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California’s Rangeland Could Take a Hit from Climate Change

Craig Miller / KQED

A bull stares down the photographer in California's Panoche Valley.

California’s ranchers could face a tougher economic future under climate change. The grasslands they depend on to feed their cattle could shrink by almost 40% by the end of the century, according to a study from Duke University and the Environmental Defense Fund.

The researchers modeled two different climate futures for California: a warmer, wetter scenario and a warmer, drier one. The study showed that by the end of the century, California’s shrublands could increase as much as 70% under the worst-case dry scenario, taking over historic grasslands and other ecosystems. Continue reading

Analysts Cut Carbon Price Forecast for California

Carbon may come cheaper than first predicted when California’s cap-and-trade program finally gets rolling.

Craig Miller

Analysts at Thomson Reuters have dropped their projections of what polluters would pay for emissions permits from $40 to $36 per metric ton of CO2-equivalent gases.

Emilie Mazzacurati, who heads the firm’s North America Carbon Team, says pushing back the compliance date to 2013 and fears of a double-dip recession are behind the 10% trimming from its prior forecast.

Analysts say they expect greenhouse gas emissions to decrease in a sluggish economy. In 2009 and 2010, California’s emissions from power plants dipped by 12% due to a combination of milder temperatures, leading to less air conditioning demand, and a lull in manufacturing.

The trading price assumes that California goes it alone in cap & trade, although two Canadian provinces are expected to join the market eventually. Rules for the State’s cap & trade program have to be finalized by the end of October.

Committee: No Free Lunch for Carbon Emitters

California’s cap-and-trade program took another baby step toward fruition on Monday, with the release of the state-appointed Economic and Allocation Advisory Committee’s final report on implementing carbon regulation.

Stopping just short of recommending a 100% auction of emission credits, the report, which is non-binding and was written to help the California Air Resources Board develop an economically sound cap-and-trade program, advises the state to sell off the majority of its carbon permits to emitters — with a few exceptions. Industries that “rely heavily” on carbon-based energy or compete directly with firms that do not face carbon regulation, the report says, should be “provided with assistance” or given funds earned from the auction.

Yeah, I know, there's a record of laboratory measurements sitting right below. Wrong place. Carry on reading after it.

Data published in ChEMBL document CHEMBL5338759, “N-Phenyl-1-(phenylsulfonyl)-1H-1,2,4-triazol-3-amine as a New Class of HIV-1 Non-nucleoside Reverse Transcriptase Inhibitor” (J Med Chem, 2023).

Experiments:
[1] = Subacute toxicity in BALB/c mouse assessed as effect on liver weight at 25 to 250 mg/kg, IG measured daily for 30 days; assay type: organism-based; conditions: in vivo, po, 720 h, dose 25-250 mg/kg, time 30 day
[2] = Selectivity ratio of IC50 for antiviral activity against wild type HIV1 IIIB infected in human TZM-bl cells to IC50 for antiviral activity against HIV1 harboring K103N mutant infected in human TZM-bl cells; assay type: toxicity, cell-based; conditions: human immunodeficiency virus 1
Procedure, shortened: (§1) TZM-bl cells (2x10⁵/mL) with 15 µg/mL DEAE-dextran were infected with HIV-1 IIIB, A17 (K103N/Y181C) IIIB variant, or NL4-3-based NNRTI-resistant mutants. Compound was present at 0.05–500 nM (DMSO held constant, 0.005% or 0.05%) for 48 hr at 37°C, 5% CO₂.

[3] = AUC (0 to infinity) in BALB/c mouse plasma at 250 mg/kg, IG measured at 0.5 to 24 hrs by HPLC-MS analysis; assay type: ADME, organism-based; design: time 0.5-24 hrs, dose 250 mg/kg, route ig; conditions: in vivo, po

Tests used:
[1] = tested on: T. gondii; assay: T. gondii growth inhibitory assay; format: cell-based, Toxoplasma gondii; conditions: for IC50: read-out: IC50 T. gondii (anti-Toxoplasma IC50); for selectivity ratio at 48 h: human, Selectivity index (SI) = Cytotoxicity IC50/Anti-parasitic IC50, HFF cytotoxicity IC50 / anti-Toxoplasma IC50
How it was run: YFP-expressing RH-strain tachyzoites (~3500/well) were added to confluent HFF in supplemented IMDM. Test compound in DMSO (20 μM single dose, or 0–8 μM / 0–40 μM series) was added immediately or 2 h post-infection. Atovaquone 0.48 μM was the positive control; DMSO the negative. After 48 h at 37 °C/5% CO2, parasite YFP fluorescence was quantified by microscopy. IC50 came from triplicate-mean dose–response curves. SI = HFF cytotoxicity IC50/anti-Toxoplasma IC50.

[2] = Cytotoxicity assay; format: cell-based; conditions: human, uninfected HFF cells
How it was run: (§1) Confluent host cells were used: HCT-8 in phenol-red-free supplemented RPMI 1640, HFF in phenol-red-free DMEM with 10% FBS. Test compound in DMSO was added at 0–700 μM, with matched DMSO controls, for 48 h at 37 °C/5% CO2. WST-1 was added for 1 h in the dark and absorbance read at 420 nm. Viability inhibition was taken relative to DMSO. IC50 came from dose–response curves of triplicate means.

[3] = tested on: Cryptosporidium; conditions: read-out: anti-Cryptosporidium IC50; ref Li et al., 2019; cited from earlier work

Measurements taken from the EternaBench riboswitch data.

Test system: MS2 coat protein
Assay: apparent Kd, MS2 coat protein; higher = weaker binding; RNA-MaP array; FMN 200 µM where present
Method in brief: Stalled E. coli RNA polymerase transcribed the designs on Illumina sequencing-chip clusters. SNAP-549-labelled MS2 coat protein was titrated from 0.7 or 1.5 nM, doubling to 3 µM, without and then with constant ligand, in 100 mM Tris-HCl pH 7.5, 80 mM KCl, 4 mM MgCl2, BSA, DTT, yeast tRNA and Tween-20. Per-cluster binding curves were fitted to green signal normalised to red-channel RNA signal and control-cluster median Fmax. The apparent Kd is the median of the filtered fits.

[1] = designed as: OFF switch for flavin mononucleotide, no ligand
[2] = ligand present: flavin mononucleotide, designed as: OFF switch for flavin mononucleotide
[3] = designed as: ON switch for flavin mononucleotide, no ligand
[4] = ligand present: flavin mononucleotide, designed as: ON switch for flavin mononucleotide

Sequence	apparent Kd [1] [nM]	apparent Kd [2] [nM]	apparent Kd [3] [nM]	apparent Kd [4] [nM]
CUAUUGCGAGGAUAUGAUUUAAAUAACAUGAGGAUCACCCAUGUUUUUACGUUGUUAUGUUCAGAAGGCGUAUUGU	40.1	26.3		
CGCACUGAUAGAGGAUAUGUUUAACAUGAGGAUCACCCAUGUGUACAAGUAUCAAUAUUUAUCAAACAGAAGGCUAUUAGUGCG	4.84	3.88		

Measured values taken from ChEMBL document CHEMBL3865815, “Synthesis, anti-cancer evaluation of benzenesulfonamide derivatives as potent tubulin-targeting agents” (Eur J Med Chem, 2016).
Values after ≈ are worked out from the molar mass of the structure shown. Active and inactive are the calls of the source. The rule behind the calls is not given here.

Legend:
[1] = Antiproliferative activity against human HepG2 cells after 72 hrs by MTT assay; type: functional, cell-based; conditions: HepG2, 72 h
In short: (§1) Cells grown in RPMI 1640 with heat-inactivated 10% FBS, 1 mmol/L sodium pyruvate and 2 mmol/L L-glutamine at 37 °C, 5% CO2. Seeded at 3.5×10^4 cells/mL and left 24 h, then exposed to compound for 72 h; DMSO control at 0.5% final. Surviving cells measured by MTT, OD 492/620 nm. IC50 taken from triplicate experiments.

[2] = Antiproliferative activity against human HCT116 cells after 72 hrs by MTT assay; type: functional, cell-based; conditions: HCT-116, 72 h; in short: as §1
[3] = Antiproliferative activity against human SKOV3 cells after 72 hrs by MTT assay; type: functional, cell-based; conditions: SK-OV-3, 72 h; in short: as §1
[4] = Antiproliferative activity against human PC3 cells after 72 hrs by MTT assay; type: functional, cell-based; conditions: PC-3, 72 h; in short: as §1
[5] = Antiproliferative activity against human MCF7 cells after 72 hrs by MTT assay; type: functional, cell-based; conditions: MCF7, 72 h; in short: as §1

The report pointedly advises against handing out free permits to utilities. Although the state’s utilities will almost certainly pass increased costs onto customers, the committee predicts that the price spike will provide an incentive for Californians to start saving energy. The committee’s press release says the report takes a “household friendly” approach to cap-and-trade, recommending that at least 75% of the proceeds from selling carbon permits be returned to households through either tax cuts or direct financial transfers.

Even before the report was released on Monday, the looming possibility of a carbon permit auction was causing anxiety in industrial circles. The AB-32 Implementation Group, an organization that aims to protect California business interests, claimed last week that if the price of carbon is set to $60 per ton, “large employers could be subject to an ‘Auction Tax’ of up to $143 billion by 2020.” Environmental groups have been urging the Air Board to auction off all the carbon permits initially offered.

In a written statement, Governor Arnold Schwarzenegger responded to the committee’s report, saying “the best program will be one that returns value to the people through tax cuts, rebates or dividends, and I applaud the Committee for recognizing those options.”

Here’s a quick run down of the rest of the report’s key recommendations:

Protect Low Income Households

The report recommends returning some of the auction’s profits to low income households, since such households tend to spend a greater percentage of their income on energy.

Invest in a Low Carbon Economy

The committee recommends that the state create an independent Investment Advisory Board to help make it reach its low carbon targets.

Simple Auctions

The state’s carbon permit auctions should simple and allow the public to sell permits in the auctions along with the state.